Some history first… Scirocco is not a new name in the Volkswagen model range, even though most of the young, affluent South Africans that constitute the target market will be unfamiliar with it. Back in the ‘70s and early ‘80s the crisp, Giugiaro-styled Volkswagen Scirocco was quite a popular coupe in Europe, and was also offered for sale in South Africa, where it never quite took off. And now it’s back. Aimed at those consumers who like the Golf’s solidity and performance, but who crave a little bit more exclusivity and don’t mind sacrificing some practicality in the process, the Volkswagen Scirocco is a stylish hatch/coupe that adds some spice to the VW line-up.
Exciting Styling for Volkswagen SciroccoThe Volkswagen Scirocco may be based on the underpinnings of the Golf, but you’d never guess it by looking at it. It is lower slung than its mainstream hatchback sibling, boasts wider track widths and is also longer. Consequently, the Scirocco looks squat and muscular, and unlike anything else in its class. The sporty looks of the Volkswagen Scirocco are bulked up even further by the fitment of stylish 18-inch alloy wheels as standard.
Riding on a 2 587 mm wheelbase, the Scirocco is not as cramped as the coupe moniker may lead you to expect. Certainly, access to the rear will require some bending and twisting, but once seated both head- and legroom are sufficient, although it can become a trifle claustrophobic back there. The boot remains usable, too (312 L). Up front, you’ll recognise the facia of the Eos folding-hardtop coupe. Build quality is as top-notch as anything else from the VW stable these days, but it must be said that, given the Scirocco’s flamboyant exterior design, perhaps Volkswagen could have done more to give this model its own character inside.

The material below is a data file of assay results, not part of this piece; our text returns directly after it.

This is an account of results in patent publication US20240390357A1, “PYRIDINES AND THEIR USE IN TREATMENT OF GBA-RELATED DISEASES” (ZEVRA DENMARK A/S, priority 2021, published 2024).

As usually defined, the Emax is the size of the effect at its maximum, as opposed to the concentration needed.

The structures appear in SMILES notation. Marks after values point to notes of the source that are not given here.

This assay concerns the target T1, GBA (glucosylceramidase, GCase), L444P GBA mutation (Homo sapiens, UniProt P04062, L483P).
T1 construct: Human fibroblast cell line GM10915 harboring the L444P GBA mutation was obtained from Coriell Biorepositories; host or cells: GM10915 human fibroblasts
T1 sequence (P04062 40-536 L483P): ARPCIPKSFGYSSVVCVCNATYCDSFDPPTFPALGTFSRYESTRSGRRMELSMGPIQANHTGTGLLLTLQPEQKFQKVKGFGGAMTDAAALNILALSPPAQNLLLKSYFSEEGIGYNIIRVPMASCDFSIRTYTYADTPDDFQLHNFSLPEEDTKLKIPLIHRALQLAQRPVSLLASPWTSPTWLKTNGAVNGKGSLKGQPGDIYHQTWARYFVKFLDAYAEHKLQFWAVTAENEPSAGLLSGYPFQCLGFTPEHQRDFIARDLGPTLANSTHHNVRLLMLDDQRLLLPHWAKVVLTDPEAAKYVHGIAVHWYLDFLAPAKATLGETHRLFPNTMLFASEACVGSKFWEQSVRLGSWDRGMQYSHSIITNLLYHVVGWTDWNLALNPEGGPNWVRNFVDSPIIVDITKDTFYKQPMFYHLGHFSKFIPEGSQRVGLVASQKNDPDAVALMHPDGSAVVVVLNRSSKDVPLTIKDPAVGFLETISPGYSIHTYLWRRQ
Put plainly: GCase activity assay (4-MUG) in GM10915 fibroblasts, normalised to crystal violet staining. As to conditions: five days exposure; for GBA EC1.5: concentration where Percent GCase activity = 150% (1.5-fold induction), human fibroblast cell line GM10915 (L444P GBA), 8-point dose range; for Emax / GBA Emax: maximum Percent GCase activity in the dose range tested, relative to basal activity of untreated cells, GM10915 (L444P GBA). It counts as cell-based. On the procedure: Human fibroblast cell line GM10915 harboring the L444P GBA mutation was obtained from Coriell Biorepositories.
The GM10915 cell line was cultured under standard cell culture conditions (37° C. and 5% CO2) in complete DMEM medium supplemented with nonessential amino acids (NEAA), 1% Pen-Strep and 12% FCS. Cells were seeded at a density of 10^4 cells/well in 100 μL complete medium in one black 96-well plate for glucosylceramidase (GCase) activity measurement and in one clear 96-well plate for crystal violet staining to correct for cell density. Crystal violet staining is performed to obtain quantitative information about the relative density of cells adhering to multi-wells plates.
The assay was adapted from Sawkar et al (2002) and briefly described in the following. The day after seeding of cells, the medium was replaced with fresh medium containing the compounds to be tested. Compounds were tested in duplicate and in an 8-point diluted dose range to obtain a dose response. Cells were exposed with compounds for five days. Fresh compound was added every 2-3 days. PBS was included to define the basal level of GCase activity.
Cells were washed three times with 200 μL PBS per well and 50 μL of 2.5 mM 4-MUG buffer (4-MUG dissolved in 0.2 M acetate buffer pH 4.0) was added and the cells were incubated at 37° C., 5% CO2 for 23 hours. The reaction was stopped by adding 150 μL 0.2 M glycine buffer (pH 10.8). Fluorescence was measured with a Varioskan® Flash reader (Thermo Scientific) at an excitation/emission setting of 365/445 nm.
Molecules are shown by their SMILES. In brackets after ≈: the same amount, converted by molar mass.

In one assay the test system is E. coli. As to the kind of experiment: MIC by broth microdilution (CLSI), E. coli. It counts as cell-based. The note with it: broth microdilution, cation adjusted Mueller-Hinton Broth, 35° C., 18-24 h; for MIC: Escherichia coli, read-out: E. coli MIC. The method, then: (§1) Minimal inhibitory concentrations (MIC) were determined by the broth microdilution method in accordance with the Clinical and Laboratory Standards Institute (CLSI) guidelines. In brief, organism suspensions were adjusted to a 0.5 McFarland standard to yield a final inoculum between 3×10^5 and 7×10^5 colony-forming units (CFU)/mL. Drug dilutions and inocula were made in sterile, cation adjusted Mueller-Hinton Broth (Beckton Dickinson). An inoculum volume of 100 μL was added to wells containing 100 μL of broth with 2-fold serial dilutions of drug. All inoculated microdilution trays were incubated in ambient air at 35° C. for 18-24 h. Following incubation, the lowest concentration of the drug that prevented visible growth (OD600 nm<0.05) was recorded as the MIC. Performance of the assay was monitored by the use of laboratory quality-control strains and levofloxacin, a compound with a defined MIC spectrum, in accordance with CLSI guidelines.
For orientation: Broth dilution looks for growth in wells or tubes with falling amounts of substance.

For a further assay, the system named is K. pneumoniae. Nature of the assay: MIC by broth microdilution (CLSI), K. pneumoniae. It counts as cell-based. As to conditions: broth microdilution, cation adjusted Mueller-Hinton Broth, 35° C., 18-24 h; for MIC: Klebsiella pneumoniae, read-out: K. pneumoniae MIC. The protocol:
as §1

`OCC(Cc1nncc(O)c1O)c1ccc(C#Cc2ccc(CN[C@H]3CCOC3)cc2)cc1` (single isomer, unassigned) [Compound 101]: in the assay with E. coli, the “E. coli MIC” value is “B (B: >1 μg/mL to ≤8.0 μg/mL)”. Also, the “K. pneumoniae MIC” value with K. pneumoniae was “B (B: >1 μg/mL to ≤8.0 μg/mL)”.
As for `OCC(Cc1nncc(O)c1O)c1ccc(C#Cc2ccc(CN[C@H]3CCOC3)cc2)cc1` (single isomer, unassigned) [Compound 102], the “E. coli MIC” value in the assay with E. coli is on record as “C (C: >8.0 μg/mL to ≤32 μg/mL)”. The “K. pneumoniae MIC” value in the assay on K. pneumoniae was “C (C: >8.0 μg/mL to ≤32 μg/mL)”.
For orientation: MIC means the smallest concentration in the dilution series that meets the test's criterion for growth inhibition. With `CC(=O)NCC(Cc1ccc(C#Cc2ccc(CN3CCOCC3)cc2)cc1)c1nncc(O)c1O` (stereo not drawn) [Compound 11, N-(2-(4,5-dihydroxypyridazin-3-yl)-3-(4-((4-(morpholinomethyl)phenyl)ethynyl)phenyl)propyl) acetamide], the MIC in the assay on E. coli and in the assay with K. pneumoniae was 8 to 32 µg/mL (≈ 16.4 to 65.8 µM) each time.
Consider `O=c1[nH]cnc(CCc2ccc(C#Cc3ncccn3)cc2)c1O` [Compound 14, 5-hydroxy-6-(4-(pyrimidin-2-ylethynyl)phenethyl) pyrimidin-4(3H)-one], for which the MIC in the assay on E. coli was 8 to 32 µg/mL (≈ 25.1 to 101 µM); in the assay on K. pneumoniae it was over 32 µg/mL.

This particular 2,0 TSI Sportline derivative is a heavily sports-oriented model, and gets a flat-bottomed steering wheel, triangular door handles that are really nice to hold and lots of shiny trim pieces to break the sombreness of the otherwise predominantly black interior. The seats are superb, leather-trimmed and “ribbed” sports items that wouldn’t look out of place in a far more expensive sportscar. Some will be disappointed that the driver’s seat can’t adjust to an even lower position, but it’s certainly not uncomfortable and the steering wheel does, indeed, offer a generous range of rake/reach adjustment. From inside, then, and in particular from behind the steering wheel, the Volkswagen Scirocco comes across in much the same way as a hot hatch.
Given the Scirocco’s upmarket positioning, the trim level is suitably generous, with climate control, front/rear fog lamps, heated seats, electric seat adjustment, radio/CD with remote audio controls, cruise control and six airbags all being included in the deal.
Familiar PowertrainUnder that sculpted bonnet is the VW group’s familiar 2,0-litre turbocharged four-cylinder engine that delivers 147 kW and 280 Nm of torque, the latter figure on tap from below 2 000 rpm. Performance is sizzling and certainly places the Volkswagen Scirocco firmly in hot hatch territory. The 0-100 km/h dash is completed in a brisk 7,3 seconds and the top speed is over 230 km/h. What impresses more than the bare figures is the refinement and eagerness of the engine. It feels more willing to rev than previous examples, and the linearity of the power delivery is mighty impressive for a relatively small-capacity turbocharged engine. There is always overtaking punch if required. Flicking through the six-speed dual-clutch (DSG) transmission is also delight. The transmission includes a launch control function, by the way, a useful feature during those pesky robot-to-robot grands prix.